On June 22, 1980, Keith Brezee was arrested on suspicion of having committed an offense unrelated to this case. At 8:55 a.m. on June 24, 1980, Detective Lum proceeded to the cellblock at the Honolulu Police Department where the defendant was being held to seek a statement from him regarding the offenses involved here, for which he had been indicted in March of 1980. Although the defendant had indicated in March that he would not make a statement, Detective Lum nevertheless "wanted to get a statement from him, [to] get it over with." The officer was further aware counsel had been appointed to assist the defendant, but did not inform the attorney of the decision to approach the defendant again.

After engaging in "mostly small talk" with Keith Brezee, the officer urged the defendant to "give a statement to get it over with." The defendant expressed a desire to speak to his attorney instead, and the turnkey in the cellblock was instructed to place a call to counsel. The turnkey made several attempts over the next two hours to reach the attorney but did not succeed. At about 10:55 a.m., the turnkey informed Detective Lum that Keith Brezee wanted to speak to him. When the officer returned to the cellblock the defendant, he claims, immediately stated, "I want to make a statement." However, the defendant states "I asked him [Detective Lum] to make a call to you [the attorney] because we [the turnkey and himself] couldn't get in contact with you." He claims the detective again inquired whether he would make a statement, to which he responded affirmatively. Thereupon, the defendant was taken to Detective Lum's office in the Police Department's Homicide Division. But no attempt to reach defense counsel was made at this time.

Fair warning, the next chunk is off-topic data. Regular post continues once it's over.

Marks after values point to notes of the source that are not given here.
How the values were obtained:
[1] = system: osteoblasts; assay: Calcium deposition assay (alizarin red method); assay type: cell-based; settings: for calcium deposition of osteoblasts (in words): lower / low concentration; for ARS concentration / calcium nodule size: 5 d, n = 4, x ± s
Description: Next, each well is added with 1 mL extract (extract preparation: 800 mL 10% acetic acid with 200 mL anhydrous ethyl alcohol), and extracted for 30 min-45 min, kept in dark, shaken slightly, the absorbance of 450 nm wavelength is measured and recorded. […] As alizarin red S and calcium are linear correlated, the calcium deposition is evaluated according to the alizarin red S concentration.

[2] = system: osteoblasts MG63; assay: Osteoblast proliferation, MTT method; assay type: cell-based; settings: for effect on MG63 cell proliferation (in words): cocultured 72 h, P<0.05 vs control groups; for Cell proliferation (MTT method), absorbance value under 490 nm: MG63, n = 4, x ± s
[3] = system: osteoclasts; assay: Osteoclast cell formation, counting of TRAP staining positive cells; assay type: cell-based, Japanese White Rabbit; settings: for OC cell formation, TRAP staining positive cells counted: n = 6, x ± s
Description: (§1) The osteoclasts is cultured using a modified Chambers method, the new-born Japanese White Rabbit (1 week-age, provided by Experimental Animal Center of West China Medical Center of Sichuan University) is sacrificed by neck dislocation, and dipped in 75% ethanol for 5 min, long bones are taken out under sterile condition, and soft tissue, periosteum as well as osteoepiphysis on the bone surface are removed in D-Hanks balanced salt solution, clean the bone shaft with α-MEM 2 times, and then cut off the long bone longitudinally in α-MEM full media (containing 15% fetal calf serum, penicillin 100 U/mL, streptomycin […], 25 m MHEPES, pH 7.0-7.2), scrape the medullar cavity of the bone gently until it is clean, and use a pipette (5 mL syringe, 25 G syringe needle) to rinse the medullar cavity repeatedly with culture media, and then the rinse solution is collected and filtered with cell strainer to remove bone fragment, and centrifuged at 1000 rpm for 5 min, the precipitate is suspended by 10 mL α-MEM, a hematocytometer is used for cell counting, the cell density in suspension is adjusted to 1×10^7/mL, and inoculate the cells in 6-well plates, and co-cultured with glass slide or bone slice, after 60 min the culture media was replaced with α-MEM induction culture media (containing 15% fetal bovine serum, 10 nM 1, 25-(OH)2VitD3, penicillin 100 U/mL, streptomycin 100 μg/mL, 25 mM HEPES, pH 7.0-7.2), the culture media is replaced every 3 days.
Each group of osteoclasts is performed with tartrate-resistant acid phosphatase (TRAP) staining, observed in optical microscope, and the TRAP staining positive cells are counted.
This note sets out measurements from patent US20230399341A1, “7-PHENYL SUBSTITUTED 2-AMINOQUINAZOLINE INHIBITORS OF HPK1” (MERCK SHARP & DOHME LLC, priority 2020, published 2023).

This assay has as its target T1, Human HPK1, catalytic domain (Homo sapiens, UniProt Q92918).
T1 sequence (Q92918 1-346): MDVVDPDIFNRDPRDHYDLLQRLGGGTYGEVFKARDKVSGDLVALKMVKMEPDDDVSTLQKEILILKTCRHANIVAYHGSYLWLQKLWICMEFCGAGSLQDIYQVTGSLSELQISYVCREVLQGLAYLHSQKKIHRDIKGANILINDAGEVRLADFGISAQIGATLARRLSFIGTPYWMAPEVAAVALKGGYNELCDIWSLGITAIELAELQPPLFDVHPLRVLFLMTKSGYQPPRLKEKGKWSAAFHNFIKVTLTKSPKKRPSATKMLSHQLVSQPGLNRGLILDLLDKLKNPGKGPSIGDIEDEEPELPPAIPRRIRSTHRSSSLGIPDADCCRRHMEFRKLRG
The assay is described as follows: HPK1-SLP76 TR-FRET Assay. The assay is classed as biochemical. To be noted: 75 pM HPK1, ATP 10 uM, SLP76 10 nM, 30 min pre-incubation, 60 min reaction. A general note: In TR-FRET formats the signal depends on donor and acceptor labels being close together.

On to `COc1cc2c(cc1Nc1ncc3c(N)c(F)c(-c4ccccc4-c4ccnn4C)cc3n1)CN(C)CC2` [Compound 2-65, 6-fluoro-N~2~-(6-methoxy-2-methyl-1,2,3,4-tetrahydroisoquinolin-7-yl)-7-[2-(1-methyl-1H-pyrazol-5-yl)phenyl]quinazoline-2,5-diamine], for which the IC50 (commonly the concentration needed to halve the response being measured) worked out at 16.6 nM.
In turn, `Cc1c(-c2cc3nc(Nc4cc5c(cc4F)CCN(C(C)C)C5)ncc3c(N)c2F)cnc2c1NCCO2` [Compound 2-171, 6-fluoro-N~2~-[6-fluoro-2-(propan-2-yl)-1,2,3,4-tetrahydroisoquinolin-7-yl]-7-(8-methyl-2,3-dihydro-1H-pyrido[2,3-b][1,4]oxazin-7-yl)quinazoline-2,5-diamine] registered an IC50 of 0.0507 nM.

*1049 According to the police officer, the defendant was "briefed" from 11:00 to 11:15 a.m. on "what was going to transpire as far as the taking of the statement" was concerned. After "debating whether to call" counsel or not, the officer decided to call the attorney's office at 11:15 a.m. but was informed he would not be available for at least a half hour. The officer therefore continued with the "briefing," as "Keith Brezee was still inclined to give a statement." At 11:30 a.m. the officer called the attorney's office and spoke to him, informing counsel that "Keith Brezee is here" and "wants to make a statement." The attorney asked to speak to the defendant on the telephone and was permitted to do so. Detective Lum remained in the office and listened to Keith Brezee's end of the conversation. Counsel then told Detective Lum that the defendant had been advised not to make a statement without a face-to-face conference with counsel. He further informed the officer that he would be at the police station at 2:00 p.m. and no statement should be elicited from the defendant until then. Detective Lum's response was: